Can Courts Reverse a Custody Agreement?
Breaking up with a partner is never easy but it is especially complicated when there are children involved because the separation comes with the extra step of needing to determine custody. Reaching common ground regarding shared children can be complicated but once a child custody agreement is in place, that agreement is legally binding and both parents are generally required to share the children according to the terms of that agreement. However, as the lives and circumstances of separated or divorced parents change, child custody orders may also be changed. As stipulated in the Children’s Law Reform Act, a court may, upon application, supersede an extra-provincial order in respect of custody of or access to a child where the court is satisfied that there has been a material change in circumstances that affects or is likely to affect the best interests of the child.
But why would an agreement need to be changed?
A Recent Custody Reversal Example
In A.M. v. C.H., the case centered around a 14-year-old boy who had been showing increasing resistance to visits with his father. The undisputed evidence in that case showed that the mother of the boy deliberately kept the boy separated from her ex-husband after being given full custody in their divorce. At one point, she had even abruptly moved herself and the boy away in an effort to cease the remaining contact between them.
A bold October 2018 order, the one before the Ontario Court of Appeal, had reversed the custody order. The trial judge gave the father custody for a trial period of six months in the hope that father and son could reconcile with the help of reunification therapy. The trial court also restricted the access of the mother and her family for that period. Ultimately, this custody reversal was upheld on appeal, with the court concluding that the best interest of the child standard had been properly considered. In considering the custody reversal order, it is noteworthy that the court considered the short-term disruption in the boy’s life and the fact that his relationship with his mother was also unstable. Other facts that swayed the conclusion in this case included:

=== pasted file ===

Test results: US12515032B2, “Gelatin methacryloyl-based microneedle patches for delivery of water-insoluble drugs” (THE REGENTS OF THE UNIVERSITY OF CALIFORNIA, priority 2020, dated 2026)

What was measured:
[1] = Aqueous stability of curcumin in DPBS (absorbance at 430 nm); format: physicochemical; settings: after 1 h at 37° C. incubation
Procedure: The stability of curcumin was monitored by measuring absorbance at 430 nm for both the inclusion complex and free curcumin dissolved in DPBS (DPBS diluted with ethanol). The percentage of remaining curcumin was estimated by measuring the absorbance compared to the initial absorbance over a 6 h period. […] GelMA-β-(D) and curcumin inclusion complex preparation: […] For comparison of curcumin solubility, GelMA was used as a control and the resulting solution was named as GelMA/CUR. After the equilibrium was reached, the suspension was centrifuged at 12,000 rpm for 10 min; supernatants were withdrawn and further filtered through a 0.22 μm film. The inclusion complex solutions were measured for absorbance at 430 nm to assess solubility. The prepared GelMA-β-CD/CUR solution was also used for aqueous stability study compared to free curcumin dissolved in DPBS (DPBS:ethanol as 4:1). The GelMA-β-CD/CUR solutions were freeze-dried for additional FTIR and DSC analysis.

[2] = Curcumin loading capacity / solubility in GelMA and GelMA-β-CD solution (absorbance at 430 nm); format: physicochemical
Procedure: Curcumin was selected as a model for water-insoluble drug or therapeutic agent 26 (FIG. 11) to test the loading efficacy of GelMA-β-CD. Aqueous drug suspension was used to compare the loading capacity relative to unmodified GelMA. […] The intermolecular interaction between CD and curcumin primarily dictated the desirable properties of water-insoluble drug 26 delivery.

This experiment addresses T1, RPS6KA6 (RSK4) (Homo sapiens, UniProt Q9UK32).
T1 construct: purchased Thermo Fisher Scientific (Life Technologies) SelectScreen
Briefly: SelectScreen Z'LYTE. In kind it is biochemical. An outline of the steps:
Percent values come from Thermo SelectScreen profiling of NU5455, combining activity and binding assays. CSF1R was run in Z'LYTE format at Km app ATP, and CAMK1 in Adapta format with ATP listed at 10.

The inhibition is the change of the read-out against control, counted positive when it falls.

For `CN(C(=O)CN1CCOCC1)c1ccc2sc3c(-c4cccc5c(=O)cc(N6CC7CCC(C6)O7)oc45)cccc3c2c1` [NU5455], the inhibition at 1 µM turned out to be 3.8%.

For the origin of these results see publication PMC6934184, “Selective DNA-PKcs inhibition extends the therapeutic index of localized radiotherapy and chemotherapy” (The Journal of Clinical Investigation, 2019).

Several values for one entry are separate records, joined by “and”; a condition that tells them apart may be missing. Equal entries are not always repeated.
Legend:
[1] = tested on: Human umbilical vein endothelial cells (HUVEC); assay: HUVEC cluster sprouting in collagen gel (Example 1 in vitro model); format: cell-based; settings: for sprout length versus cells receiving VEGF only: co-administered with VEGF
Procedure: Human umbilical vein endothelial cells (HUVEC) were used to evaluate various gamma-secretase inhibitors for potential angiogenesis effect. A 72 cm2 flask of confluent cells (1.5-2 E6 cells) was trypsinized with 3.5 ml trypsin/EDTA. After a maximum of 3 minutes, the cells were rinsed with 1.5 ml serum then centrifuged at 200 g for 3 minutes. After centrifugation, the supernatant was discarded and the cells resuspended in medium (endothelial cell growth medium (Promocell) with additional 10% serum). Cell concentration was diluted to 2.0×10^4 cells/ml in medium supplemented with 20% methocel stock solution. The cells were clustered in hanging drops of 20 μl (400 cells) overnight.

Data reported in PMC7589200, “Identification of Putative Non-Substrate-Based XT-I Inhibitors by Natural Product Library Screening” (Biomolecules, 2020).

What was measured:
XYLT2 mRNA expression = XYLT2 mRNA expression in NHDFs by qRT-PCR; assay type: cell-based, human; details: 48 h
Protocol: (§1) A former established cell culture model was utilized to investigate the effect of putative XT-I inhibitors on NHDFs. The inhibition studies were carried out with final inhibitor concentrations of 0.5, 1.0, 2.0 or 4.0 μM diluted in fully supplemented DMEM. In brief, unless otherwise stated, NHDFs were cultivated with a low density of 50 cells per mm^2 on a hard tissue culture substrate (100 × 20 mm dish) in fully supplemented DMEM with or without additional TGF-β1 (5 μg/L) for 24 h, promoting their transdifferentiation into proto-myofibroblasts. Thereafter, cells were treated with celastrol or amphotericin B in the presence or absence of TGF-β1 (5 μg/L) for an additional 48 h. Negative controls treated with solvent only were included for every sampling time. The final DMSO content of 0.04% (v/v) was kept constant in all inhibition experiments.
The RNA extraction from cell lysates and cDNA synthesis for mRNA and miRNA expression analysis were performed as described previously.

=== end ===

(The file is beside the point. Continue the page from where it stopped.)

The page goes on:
- The parental alienation began before the separation, with the mother refusing to allow the father to eat dinner or watch tv with them
- The mother outright refused to try to coparent with the father
- The mother had failed to comply with previous attempts at therapy
Do You Need to Talk to Someone About Your Custody Agreement?
Once a court establishes a custodial arrangement, it is often difficult to reverse the order in favor of the other parent. However, difficult doesn’t mean impossible. If you believe that there has been a change in circumstances that shifts how the current custody agreement would be viewed by the courts in regard to the best interest of a child you share with an ex-partner, you may have legal options. As the Mississauga family attorneys at Zagazeta Garcia LLP, we have significant experience successfully representing people from a variety of backgrounds in a wide range of circumstances. Contact us today to begin discussing your next steps.